It’s more that we don’t yet “see” the work, in the sense that the client hasn’t contracted the work yet, but they will need it.
Yes, I agree. I’m not actually worried we won’t have work, by the way. But what is hard work is trying to find tickets for newcomers, given the current rules: max 50% internal, and even that’s not easy because those epics are in the back-burner for Serenity, at the moment. It puts a lot of pressure on core members, which are already stretched a little thin. Which is why I’m being conservative.
On the other hand, the recruitment effort so far has already improved things. Along with the fact Sid’s back, Serenity now has 2 more core members than in May. This will make it much easier to distribute the management load. If only one of Hadi and Hamza make it, I think we’ll be in a reasonably good spot.
The point is, as recruitment manager I want to understand what is the sweet spot in terms of risk of not having enough work/too much overhead, versus risk of having too much work/too little hands. We have a few bounds, already: 6 is too little (from June), and 12 is too much (from pre-Falcon split). My current hypothesis is that 9 is the sweet-spot ((6 + 12) / 2).
This brings up another point to discuss: once the sweet spot is reached, what happens? Do we turn down clients to remain in that sweet spot, and only hire when a core member leaves? How long do we remain in the sweet spot? Will a growth spurt be mandated (by you, presumably), and a cell split planned in advance? To be clear, this is exactly how I think it should be handled: growth beyond the sweet spot should be taken as an epic by somebody in the cell. Presumably by the recruitment manager. But the corresponding added work should be planned ahead, just like any other epic.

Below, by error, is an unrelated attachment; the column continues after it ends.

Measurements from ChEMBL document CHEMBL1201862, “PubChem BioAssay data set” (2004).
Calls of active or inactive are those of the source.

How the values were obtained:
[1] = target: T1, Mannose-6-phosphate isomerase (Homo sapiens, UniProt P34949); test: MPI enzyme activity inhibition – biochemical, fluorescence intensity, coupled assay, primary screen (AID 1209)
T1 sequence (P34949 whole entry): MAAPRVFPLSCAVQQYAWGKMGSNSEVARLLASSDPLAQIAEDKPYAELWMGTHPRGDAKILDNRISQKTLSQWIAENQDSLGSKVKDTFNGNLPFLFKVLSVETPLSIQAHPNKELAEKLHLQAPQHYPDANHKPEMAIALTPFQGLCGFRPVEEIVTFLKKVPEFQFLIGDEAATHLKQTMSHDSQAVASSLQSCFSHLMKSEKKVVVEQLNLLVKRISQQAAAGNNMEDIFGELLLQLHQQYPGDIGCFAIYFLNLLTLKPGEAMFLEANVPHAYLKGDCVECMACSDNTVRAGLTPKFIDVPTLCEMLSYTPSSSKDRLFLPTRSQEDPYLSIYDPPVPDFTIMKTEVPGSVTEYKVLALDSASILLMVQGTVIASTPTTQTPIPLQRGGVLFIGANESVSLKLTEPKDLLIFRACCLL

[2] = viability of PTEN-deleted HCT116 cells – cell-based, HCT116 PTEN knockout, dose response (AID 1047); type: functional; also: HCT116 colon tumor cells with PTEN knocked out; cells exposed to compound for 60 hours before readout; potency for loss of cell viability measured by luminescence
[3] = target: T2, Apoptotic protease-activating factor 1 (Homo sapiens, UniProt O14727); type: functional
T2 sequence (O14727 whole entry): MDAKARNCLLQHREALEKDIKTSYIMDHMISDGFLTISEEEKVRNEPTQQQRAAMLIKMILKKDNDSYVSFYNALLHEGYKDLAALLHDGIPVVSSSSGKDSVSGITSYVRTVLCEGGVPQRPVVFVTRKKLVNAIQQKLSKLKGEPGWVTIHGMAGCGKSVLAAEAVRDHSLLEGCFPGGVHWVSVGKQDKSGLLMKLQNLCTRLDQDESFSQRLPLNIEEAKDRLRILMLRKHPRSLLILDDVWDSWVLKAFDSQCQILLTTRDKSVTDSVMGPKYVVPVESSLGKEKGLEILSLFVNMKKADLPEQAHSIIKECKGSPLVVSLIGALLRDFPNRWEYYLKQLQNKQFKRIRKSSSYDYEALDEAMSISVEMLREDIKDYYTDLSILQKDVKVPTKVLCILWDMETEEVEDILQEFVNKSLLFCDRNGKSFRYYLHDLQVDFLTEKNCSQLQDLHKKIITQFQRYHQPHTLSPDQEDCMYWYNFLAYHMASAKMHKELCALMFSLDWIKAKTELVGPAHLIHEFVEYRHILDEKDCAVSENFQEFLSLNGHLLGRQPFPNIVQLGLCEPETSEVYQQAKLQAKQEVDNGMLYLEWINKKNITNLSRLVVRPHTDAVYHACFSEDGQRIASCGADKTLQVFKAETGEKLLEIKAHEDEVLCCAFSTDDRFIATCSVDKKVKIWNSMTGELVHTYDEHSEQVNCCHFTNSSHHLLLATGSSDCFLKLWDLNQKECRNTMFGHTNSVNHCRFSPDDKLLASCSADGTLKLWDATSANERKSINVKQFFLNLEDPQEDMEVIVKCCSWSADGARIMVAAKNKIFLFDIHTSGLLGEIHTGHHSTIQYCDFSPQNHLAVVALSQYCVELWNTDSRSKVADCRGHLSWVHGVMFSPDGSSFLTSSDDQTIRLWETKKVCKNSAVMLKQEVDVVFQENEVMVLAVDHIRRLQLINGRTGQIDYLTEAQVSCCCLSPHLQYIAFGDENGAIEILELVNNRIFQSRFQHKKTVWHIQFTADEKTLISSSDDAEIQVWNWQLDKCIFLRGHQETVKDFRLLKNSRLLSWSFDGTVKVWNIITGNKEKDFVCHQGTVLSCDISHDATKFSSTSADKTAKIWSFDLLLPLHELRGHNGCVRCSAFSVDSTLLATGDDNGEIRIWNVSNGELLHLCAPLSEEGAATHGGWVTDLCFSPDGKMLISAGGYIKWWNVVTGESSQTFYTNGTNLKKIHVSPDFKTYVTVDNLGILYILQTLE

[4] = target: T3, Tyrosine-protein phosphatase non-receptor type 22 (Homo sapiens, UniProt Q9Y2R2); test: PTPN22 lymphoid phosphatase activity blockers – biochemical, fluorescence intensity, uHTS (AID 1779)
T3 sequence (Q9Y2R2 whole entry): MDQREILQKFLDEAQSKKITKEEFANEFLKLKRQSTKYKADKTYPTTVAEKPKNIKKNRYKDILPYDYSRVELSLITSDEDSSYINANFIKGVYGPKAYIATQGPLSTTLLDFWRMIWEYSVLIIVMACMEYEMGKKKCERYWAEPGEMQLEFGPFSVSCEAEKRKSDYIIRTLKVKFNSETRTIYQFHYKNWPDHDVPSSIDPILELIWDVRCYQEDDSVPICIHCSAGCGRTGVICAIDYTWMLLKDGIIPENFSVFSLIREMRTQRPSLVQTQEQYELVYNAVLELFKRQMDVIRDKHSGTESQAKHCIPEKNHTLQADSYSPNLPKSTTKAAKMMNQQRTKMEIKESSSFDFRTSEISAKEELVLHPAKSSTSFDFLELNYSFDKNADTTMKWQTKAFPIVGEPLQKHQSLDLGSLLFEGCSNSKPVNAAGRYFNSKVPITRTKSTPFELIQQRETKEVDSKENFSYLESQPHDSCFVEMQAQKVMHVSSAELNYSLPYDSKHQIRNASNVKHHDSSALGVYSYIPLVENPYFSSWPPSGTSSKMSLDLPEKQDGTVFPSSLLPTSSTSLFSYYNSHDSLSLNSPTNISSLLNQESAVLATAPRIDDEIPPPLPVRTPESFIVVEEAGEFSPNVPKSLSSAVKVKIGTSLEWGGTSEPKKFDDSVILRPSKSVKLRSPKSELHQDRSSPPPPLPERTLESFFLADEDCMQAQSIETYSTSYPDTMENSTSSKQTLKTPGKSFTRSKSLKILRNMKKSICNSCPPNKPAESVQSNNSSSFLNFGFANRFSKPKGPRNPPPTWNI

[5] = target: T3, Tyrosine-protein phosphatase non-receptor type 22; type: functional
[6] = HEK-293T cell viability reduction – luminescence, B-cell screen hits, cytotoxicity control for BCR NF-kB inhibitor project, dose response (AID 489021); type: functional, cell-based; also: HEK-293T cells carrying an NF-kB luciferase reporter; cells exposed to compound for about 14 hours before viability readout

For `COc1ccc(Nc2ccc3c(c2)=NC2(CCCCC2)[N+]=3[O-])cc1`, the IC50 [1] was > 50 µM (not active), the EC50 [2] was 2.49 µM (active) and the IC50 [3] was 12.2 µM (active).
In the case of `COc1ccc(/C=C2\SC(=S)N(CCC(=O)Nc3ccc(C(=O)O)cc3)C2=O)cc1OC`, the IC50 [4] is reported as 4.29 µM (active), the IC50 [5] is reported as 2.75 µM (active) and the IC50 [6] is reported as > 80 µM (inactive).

It’s definitely more long term than the yearly sustainability ratio, but it’s something important I think the cells and team members would want to help work towards?
I’ll always defer long-term strategy to you, Xavier. First, because it’s your job, but also because you’re much better at it than I am (I’ll never forget the Starcraft ass-beating I took, haha). In any case, I’m not disputing the long-term plan - I agree wholeheartedly. It is also why I took the containerization epic to begin with.
But something that I may not have made clear is how disheartening it was to have to stop working on it because of not only capacity, but sustainability. The current rules have it so that if a) a cell doesn’t have enough capacity, or b) not enough sustainability, it’s an uphill battle to work on not only internal, but accelerated epics. What the book tells us is that we should first achieve capacity (which we have done), then sustainability, and once you have that, you’ll have a 5% sustainability bonus to work on “cool” accelerated stuff.
Serenity is not, at the moment, in a position to want the long-term work, and as recruitment manager I’m just trying to play by the rules and help make sure we eventually are. If my reading of said rules is wrong, again, feel free to enlighten me. I’m still a relative newb. But if I’m right, and the long-term outcome is not as you imagined, then consider this my way of trying to get the rules changed. ;)
PS: we have a 121 later today, so I figure this is as good an opportuniy as any to sync up on this topic.
PPS: Tim and Daniel, I think it’s worth bringing you in here to keep me honest, as I’m speaking for the cell. :) Do my points above reflect reality? I may have missed some nuance.